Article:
Author(s): Lin YY, Tanaka N, Ohkuma S, Iwabuchi Y, Tanne Y,
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Abstract Osteoarthritis (OA) sometimes occurs as a consequence of repeated microtrauma involved in parafunction, which may lead to microfracture in the subchondral bone. The aim of this in vitro study was to evaluate the effects of subchondral osteoblasts in loading with repeated excessive mechanical stress on the metabolism of overlying chondrocytes. A high-magnitude cyclic tensile stress of 15 kPa (30 cycles min(-1)) was applied to the cultured osteoblasts obtained from porcine mandibular condyles. The chondrocytes in alginate beads were then co-cultured with mechanically stressed or unstressed osteoblasts. Chondrocytes co-cultured with unstressed osteoblasts showed a phenotypic shift to hypertrophic chondrocytes, characterized by decreased expression of type II collagen, aggrecan, Sry-related HMG box (SOX-9), and cartilage oligomeric matrix protein (COMP) genes and increased expression of type X collagen and bone sialoprotein (BSP) genes, suggesting that the co-culture may change the chondrocyte differentiation to some extent. These changes were more distinct in chondrocytes co-cultured with excessively mechanically stressed osteoblasts. After co-culture with stressed osteoblasts, the expressions of matrix metalloproteinase (MMP)1, MMP3 and MMP13 genes were also enhanced and the synthesis of DNA, proteoglycan and collagen were significantly decreased in chondrocytes. These results demonstrate that alterations in cartilage metabolism can be induced by stressed osteoblasts, indicating a possible explanation for the onset and progression of OA.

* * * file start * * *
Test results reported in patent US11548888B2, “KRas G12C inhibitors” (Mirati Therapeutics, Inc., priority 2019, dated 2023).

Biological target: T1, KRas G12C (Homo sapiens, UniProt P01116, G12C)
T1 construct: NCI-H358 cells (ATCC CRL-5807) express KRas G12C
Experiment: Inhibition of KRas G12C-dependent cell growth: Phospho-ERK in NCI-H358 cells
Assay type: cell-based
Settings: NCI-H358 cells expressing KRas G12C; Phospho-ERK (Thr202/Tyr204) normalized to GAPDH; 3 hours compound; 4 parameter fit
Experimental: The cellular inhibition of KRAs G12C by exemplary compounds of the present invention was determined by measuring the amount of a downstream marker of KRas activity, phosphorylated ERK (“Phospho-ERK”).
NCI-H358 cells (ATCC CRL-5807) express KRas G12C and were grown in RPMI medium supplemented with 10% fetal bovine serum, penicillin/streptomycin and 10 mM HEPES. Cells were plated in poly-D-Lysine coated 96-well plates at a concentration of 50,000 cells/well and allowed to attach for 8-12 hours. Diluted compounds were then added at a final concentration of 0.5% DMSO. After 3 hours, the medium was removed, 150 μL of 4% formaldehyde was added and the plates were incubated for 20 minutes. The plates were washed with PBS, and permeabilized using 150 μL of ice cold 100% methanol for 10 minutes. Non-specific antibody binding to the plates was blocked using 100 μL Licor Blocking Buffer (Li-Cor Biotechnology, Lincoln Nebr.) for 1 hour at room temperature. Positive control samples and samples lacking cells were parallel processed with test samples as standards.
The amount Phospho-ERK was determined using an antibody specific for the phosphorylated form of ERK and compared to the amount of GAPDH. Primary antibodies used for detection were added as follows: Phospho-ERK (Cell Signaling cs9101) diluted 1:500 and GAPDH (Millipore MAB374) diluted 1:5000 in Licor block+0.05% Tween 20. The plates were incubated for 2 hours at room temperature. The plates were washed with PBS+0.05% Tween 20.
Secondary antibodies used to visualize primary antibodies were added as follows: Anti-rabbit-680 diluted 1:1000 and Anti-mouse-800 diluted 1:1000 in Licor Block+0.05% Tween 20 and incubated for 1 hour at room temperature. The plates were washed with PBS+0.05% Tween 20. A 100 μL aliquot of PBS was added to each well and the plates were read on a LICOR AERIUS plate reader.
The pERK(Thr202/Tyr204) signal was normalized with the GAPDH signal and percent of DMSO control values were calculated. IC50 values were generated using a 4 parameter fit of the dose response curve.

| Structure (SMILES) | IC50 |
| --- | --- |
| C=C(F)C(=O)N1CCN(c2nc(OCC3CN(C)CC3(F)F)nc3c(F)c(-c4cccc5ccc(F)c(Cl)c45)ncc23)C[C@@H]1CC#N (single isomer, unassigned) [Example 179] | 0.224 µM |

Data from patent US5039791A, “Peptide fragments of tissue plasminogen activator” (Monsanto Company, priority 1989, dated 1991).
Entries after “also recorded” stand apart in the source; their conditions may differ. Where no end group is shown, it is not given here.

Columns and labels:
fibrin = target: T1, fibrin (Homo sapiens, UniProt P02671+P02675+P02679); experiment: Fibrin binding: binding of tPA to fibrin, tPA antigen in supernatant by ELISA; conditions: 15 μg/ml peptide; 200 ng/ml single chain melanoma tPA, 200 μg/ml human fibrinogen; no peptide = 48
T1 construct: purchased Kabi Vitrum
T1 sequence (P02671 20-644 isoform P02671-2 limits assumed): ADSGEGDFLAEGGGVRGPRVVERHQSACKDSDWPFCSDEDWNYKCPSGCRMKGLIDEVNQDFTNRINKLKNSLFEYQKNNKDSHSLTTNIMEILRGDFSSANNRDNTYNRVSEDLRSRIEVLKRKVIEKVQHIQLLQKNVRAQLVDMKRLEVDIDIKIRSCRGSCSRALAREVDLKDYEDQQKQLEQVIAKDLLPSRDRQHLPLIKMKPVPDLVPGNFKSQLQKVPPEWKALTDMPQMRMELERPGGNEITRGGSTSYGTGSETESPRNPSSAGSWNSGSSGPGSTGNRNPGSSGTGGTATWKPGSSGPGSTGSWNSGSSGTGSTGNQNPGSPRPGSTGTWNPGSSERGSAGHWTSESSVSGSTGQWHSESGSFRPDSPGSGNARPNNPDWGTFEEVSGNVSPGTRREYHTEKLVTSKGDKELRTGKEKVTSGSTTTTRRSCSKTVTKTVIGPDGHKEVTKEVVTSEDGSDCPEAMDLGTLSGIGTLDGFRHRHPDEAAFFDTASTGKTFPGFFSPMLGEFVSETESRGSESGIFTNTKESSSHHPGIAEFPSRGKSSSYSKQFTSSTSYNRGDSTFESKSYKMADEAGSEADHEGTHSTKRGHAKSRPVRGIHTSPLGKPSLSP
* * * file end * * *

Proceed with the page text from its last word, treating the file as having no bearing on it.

This article was published in Eur J Oral Sci
and referenced in Journal of Bioengineering and Bioelectronics